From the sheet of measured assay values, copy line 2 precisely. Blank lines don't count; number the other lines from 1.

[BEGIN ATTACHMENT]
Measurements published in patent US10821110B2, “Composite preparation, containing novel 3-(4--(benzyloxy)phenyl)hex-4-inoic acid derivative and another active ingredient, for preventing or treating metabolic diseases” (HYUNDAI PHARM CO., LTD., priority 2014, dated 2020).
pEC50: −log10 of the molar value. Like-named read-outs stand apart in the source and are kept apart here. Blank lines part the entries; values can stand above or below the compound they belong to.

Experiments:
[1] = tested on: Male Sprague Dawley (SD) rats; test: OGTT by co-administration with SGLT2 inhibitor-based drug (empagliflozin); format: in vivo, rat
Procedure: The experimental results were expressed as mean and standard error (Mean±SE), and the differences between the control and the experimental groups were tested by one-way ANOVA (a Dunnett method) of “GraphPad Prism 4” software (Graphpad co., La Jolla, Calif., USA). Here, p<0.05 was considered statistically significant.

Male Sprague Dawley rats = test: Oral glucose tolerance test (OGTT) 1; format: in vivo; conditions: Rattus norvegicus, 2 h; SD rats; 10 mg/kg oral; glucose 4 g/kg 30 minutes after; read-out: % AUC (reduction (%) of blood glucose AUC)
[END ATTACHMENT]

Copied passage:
pEC50: −log10 of the molar value. Like-named read-outs stand apart in the source and are kept apart here. Blank lines part the entries; values can stand above or below the compound they belong to.